Tuesday, March 18, 2008

Direct Marketing Success Story Pt. 4

JDS: How did you first start promoting your company?

Peter: Our early growth was primarily through one client, Hair Club. I realized this was a dangerous position to be in, but the client was demanding, which didn't leave us much time to pursue business development.

Based on the strong growth of Hair Club, the owner decided to sell the company and the new owners thought they could save money by forming an in-house agency, so we lost the business. (The in-house agency was eventually shut down, so I guess it didn't end up saving the company money.) That year we made about $40,000 in profit. I decided to invest all that money in an annual ad campaign in a direct response trade industry journal and I was able to negotiate a favorable rate by pre-paying for the advertising in advance. During that year a new prospect responded to the ad in the trade journal. That client ended up being one of our largest clients and spent a substantial amount of money with us over the next three to four years.

JDS: Was there any big break that really got you off the ground?

Peter: Our big break was the opportunity to take over the Hair Club corporate advertising in 1997, based on our performance for their franchisees. At the time we started working with Hair Club they had stopped advertising, so we started from scratch rebuilding their marketing campaign, starting with radio advertising, then we got them back on national cable TV and finally we helped them develop a successful infomercial campaign. We proved ourselves each step along the way and worked closely with the client helping return the company to profitability.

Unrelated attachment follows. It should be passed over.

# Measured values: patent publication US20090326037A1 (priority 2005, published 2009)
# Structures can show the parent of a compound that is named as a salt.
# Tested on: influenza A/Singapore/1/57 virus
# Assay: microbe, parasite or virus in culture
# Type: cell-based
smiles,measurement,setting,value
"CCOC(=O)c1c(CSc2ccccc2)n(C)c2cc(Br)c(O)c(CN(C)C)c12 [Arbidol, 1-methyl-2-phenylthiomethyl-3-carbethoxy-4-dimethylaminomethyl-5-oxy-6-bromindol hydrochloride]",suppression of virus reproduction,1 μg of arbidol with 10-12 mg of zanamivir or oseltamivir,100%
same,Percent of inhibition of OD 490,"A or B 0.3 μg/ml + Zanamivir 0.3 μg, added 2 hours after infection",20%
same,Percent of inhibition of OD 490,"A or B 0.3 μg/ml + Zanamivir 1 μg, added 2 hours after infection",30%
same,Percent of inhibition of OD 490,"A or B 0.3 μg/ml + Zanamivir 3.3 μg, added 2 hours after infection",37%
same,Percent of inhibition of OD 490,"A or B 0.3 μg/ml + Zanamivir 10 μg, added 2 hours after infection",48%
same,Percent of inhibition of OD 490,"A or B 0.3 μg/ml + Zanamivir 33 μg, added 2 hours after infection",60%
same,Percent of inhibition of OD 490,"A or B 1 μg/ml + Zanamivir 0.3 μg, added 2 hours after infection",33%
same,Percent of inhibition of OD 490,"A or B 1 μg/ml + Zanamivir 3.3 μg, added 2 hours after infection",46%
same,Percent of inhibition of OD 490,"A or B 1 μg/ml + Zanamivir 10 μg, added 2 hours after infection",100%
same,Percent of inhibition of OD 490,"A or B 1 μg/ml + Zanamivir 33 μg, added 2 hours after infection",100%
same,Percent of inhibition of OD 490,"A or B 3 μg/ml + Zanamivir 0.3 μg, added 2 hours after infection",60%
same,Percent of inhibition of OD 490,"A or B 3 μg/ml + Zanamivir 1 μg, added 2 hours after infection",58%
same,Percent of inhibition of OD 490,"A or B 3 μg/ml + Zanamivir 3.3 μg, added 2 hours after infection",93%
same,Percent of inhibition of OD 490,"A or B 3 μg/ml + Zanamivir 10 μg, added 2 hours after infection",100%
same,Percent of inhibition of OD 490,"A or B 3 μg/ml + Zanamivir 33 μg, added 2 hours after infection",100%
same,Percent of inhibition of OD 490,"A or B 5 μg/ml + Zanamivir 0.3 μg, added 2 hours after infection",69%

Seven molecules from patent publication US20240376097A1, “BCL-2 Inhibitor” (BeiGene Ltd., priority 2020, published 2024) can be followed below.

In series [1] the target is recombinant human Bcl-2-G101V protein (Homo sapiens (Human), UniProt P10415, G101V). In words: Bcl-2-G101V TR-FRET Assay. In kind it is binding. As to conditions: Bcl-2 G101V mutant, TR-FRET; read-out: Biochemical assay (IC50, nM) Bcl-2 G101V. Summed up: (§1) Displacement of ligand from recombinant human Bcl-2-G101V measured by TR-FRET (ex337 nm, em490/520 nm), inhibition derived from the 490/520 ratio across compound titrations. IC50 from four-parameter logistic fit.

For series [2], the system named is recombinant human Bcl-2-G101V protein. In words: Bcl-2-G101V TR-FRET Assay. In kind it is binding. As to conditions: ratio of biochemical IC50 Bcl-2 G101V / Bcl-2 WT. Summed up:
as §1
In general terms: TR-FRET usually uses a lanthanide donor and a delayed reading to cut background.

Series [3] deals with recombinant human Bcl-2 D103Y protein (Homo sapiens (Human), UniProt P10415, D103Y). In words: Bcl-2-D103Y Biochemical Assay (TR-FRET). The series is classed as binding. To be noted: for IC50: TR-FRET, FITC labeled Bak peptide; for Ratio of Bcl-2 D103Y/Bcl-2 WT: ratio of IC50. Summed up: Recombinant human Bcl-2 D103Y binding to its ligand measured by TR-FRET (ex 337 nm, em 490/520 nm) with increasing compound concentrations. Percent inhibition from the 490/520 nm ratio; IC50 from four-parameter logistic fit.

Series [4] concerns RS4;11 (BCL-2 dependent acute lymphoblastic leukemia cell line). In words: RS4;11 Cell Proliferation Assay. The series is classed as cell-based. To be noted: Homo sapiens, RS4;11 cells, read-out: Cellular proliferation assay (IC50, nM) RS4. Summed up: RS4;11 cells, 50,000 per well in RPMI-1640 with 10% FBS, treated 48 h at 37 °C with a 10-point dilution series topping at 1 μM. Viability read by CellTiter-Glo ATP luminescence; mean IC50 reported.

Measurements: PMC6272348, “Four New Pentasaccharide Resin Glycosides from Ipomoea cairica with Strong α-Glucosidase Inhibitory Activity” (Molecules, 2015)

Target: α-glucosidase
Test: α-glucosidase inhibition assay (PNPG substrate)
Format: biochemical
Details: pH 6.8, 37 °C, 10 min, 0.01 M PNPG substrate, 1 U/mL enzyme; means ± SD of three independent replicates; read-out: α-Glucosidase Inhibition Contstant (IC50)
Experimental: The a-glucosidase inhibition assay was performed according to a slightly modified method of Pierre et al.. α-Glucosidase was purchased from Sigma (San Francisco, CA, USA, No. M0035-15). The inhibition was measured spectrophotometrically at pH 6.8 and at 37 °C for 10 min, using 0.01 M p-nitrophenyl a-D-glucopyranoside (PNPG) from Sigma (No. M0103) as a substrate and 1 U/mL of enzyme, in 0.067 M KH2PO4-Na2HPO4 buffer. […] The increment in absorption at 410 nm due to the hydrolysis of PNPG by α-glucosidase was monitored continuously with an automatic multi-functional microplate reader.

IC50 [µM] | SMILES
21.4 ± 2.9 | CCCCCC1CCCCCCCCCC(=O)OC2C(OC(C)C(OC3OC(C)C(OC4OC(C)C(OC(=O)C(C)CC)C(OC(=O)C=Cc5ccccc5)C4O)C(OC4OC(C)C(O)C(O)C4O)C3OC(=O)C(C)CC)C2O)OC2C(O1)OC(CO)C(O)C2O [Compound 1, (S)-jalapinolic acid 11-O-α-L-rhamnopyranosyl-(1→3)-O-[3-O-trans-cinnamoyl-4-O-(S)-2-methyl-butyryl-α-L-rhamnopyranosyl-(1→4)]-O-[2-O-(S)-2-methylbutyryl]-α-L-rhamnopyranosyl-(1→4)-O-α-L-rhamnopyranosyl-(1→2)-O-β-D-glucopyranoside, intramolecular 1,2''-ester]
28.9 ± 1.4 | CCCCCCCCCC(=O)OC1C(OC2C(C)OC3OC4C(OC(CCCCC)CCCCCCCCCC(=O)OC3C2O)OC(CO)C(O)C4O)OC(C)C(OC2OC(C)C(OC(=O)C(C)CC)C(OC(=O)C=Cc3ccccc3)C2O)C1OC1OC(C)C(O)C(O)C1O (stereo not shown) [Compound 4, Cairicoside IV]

JDS: What was the toughest time you had in your business, and how did you get through it?

Peter: I would say there were three tough periods. First was the start up phase. During that phase, our head media buyer quit because our key client was too demanding and during that period we had to scramble to cover our overhead. The second tough period was the loss of our biggest account when their company was sold. A third tough period was when one of our largest clients ran into legal problems, which forced us to resign that business. I would say that we were resilient in all those situations and never gave up and continued to work hard for our clients and simultaneously pumped up our business development efforts. As a result, we also were able to replace the business we lost and continued to grow. During these difficult times we also learned an important lesson about diversifying our client base, so that the loss of any one account would not seriously impact our business.

JDS: What do you think was/is the key factor that made YOU successful, when so many others have failed in starting and building a business? Were you just lucky?

Peter: I think it was a combination of factors that contributed to our success, including doing something I really liked, never giving up, providing a quality service, employing talented people and aggressively marketing our DRTV company. Luck played a part in the process, but it can only carry you so far. I believe if you work hard. It puts you in a position to be lucky more often than usual.

JDS: If you had to choose between good luck and good instincts, which would it be?

Peter: I would have to say that good instincts played a bigger role in my success than luck. Different instincts come into play as the company developed, but being able to guide the company through the inevitable ups and downs and having a vision and direction for the company has been crucial to our success.

JDS: When you're making business decisions, are you more likely to go with your head or your gut?

Peter: I try to look at all the facts, solicit input from key members of our management team and then go with my gut in making business decisions.

JDS: When do you do your best thinking?

Peter: I tend to do my best thinking in the morning while working out and on weekends. I'm constantly jotting down notes to myself regarding new ideas or information that I want to pass onto our management team.